According to the Organisation for Economic Cooperation and Development (OECD), “service performance, citizen satisfaction and public trust are closely connected. Yet how can governments overcome citizens’ declining levels of trust in the way that their data is collected and used in order to improve service accessibility and quality? It’s not difficult to appreciate this cynicism given the implications of the recent Cambridge Analytica/Facebook scandal.
Is citizen trust really in free-fall?
Yes. According to the Edelman Trust Barometer 2017, there has been a record fall in trust across organisations that play a key role in our society. Specifically, trust in the government is just 31 percent.
KPMG’s data trust deficit poll backs up this finding, suggesting that citizens have a lack of trust in the public sector collecting and using their data. Over a third (37 percent) think information security is the biggest challenge. This is disappointing given that a recent study shows that millennials fully understand the value of their own data and are more than happy to share it in return for free products and services they deem valuable.
However, we also know that using artificial intelligence (AI) to unlock the insights in citizen data will have a huge impact on our economy. In addition, government organisations will only learn how to transform service quality if they can use AI to learn from citizen data. The pressing question, therefore, is how can government improve trust with citizens?Millennials fully understand value of own data and are happy to share it, but still record fall in trust in goverment collecting and using data. How to improve trust? #AI #CitizenIntelligence Click To Tweet
We recommend focusing on four main areas:
- Enhance existing regulations. Make it clear that the 2017 Data Protection Bill gives citizens an opportunity to “complain” to a regulator with teeth – one that can and will take action.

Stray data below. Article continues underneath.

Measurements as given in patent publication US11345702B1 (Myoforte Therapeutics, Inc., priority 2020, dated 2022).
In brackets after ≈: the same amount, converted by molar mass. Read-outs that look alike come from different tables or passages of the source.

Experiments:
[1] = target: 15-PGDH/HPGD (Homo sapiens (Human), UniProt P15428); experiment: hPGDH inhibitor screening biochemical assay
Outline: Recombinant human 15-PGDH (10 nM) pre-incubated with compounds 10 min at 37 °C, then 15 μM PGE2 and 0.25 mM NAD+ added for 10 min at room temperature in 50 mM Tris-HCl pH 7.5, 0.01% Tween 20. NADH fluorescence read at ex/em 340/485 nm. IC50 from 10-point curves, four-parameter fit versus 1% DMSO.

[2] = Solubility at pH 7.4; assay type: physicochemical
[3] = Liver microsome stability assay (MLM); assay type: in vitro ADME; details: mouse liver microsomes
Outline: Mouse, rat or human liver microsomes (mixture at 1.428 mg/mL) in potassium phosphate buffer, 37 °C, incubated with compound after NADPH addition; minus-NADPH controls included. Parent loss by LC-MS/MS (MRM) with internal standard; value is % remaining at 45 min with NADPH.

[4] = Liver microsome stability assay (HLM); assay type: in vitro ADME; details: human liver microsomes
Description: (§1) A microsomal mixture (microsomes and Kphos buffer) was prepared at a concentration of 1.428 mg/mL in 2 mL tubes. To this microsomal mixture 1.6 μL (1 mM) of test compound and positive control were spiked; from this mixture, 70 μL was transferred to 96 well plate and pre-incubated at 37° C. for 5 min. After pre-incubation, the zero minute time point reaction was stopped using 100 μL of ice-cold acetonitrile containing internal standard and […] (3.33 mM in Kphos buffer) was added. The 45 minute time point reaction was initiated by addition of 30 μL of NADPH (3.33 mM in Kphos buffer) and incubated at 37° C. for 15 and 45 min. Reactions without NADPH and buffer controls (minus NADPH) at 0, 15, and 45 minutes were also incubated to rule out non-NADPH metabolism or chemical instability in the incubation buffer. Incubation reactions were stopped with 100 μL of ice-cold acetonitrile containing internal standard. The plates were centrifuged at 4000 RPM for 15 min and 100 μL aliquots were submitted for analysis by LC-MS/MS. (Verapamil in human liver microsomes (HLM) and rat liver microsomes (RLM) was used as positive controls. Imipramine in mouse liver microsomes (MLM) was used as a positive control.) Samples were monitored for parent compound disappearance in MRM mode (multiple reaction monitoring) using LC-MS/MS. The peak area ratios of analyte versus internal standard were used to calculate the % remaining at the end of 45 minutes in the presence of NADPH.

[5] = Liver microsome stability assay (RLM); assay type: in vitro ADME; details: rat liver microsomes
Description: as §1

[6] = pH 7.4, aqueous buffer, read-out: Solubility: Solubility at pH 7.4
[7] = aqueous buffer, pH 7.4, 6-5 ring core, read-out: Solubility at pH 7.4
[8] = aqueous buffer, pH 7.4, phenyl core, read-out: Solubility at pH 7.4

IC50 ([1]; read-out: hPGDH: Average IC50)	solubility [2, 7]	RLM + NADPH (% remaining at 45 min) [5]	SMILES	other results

- Promote the benefits of sharing. Make it clear to citizens, at every point of interaction with government, what they will get from sharing more data. The health care sector has success in this area. For example, the 2016 Future Health Index report found that 71 percent of oncologists across 13 countries share patient data electronically. The benefits included helping individuals know their status; alerting on whether action needs to be taken; indications on whether the individual is undertaking a treatment correctly; and aids to help people stick to routines.
- Be seen to be the citizen’s data guardian. We welcome the proposed harmonisation of UK regulation with European law, such as the General Data Protection Regulation, which came into force this year. There is, however, a greater opportunity to position government as the ultimate guardian of data by deploying best practices for data collection and use in association with industry.
- Convince industry of your trustworthiness. The Infrastructure and Project Authority (IPA) reported that a quarter of the UK government’s major IT projects are at risk of failure. We recommend refocusing on the benefits of outcomes and recalculate the value expected from private sector partnerships. Analytics can help many governments benefit from such modelling because it can be both scalable and repeatable, saving time and money, while improving the accuracy of value calculations.
SAS is working with many government organisations in the UK, Ireland and around the world to transform data into insights that allow them to identify what is working and resolve what is not. This is helping to boost departmental performance, reduce costs, streamline processes and mitigate risk.
A key component, in addition to advanced analytics, is sophisticated data management capabilities.
 Analytics for the Future: The New ‘Data Generation’. A fundamental change in how industries interact, prosper and evolve.
To find out more visit our public sector site.